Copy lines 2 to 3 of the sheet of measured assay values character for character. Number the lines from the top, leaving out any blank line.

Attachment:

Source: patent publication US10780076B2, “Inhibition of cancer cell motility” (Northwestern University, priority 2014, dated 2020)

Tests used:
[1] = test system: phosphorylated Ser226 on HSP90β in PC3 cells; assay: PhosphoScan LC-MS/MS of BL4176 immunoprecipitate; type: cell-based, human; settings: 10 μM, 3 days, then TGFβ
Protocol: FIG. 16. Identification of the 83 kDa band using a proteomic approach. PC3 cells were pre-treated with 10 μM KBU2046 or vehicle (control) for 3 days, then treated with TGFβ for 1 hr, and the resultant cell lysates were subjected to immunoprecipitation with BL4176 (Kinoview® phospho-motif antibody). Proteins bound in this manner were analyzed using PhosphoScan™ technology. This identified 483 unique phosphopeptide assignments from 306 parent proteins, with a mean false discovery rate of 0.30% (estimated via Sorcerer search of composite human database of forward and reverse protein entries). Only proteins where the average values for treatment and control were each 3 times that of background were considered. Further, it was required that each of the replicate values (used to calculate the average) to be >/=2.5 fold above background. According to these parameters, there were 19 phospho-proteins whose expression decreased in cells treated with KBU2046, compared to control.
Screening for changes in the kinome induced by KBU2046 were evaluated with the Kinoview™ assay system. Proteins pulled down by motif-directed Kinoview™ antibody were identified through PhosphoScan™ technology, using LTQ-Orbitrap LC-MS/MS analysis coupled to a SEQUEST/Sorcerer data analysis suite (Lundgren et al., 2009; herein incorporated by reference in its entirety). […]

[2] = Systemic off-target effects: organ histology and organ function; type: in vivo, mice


Tests used:
[1] = test system: phosphorylated Ser226 on HSP90β in PC3 cells; assay: PhosphoScan LC-MS/MS of BL4176 immunoprecipitate; type: cell-based, human; settings: 10 μM, 3 days, then TGFβ